What’s the most concerning in this case Josh Duggar received many more chances, and kept doing it. It was not a one time isolated incident that he regretted and learned from. He did it multiple times, even after speaking with his parents and being sent from home to stay with a family friend.
    The other thing to be concerned about – the actions were against pre-teen girls that likely hadn’t even hit puberty. The youngest sister most likely involved wasn’t even ten. That’s not the same as a 14 year old being attracted to a developing teenage girl. That’s being attracted to a pre-pubescent child.
    Those are often the hardest urges and desires to overcome. I’m not saying it’s impossible, just much more difficult than other (more “normal”) urges.

  7. 80% of youthful offenders do not re-offend, huh? I’d like to see stats supporting that statement, particularly when the offender has molested a 5 yr old sibling, I’d bet everything (admittedly not much, sadly) that Josh has continued his kiddie sexual asault to this day. If you know of a cure for pedophilia, the world would love to hear it.

  8. 80% of youthful offenders never re-offend? Does that statistic apply to offenders who molest their 5 yr old sibling? Because there is no known cure for pedophilia, as far as I know, (Hope this version of my comment meets with your censor’s approval).

  9. Stick to what we know, Rebecca? Ok. Here is something I KNOW: There is no cure for pedophilia. I also know you won’t post this comment, either. Have a great day.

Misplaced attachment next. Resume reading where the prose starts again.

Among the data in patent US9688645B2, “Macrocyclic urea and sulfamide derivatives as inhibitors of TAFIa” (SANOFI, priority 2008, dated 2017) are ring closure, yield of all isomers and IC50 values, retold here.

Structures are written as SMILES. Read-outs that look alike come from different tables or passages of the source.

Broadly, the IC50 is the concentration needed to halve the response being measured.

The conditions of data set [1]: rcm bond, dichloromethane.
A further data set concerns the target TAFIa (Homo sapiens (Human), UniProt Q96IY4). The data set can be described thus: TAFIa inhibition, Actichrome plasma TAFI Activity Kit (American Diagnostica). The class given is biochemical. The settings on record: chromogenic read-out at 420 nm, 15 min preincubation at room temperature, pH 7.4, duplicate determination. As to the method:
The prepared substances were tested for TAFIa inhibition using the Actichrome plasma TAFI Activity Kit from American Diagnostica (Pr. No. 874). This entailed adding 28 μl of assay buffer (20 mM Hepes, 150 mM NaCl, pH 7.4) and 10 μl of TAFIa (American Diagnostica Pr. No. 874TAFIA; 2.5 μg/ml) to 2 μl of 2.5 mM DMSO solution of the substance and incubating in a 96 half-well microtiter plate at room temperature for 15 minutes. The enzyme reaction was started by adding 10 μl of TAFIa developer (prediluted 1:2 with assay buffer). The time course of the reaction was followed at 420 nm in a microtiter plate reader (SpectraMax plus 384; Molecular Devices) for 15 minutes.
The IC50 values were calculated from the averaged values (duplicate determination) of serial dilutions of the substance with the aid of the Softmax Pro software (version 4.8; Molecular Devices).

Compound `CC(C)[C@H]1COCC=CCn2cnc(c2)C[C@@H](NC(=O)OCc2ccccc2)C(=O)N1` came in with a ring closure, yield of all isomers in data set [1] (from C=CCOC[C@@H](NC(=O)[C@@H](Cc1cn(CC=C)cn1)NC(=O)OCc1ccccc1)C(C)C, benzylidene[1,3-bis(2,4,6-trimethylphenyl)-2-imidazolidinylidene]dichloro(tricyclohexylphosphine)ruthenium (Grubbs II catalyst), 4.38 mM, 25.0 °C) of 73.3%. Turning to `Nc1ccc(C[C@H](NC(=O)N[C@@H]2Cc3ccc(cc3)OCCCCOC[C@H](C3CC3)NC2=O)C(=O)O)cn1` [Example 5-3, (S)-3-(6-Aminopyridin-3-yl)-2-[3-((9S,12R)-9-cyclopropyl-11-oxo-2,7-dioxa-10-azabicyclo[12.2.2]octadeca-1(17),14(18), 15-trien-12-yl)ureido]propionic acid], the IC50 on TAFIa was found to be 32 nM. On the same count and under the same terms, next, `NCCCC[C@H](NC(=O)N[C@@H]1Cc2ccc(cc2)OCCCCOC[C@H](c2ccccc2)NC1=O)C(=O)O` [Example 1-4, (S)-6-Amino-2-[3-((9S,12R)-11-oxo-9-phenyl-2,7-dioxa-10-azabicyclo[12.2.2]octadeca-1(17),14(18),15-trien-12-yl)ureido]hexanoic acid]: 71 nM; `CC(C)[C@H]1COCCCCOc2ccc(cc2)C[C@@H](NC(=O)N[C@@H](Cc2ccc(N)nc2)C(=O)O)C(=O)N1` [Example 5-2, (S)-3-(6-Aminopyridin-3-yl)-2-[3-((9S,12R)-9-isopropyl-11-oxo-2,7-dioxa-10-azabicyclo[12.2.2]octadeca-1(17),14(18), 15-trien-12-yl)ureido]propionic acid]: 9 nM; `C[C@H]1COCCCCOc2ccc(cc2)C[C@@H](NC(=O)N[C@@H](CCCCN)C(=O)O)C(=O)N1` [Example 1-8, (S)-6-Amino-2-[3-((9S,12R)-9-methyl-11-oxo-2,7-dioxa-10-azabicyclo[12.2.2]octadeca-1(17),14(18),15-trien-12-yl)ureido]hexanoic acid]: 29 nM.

• Question: Is a 14-year-old molesting a pre-teen the same as an adult molesting a child? You are conflating the two in an absolute manner.

      I do not know the answer to this question, although I tend to think that the answer is different for different 14-year-olds. I am not minimizing the damage to the younger child. I am also quite certain that the age difference between a pre-teen and a 14-year-old is great enough to create a predatory and coercive situation in which consent is impossible.

      What I am not certain about is both the degree of culpability of the 14-year-old and how fixed they are psychologically.

      What I am saying is that I think it’s possible that 14-year-old offenders may very well be redeemable in ways that a hardened adult is not. I am not even sure that I agree that the term pedophilia applies in this case, since we are talking about two children.

      On the other hand, you may be right that predatory sexuality is fixed and irresistible in anyone who ever practices it. If that is true, then we need to start building some mighty big prisons and enacting a great number of life sentences, beginning at, say, 12 years of age, and going up.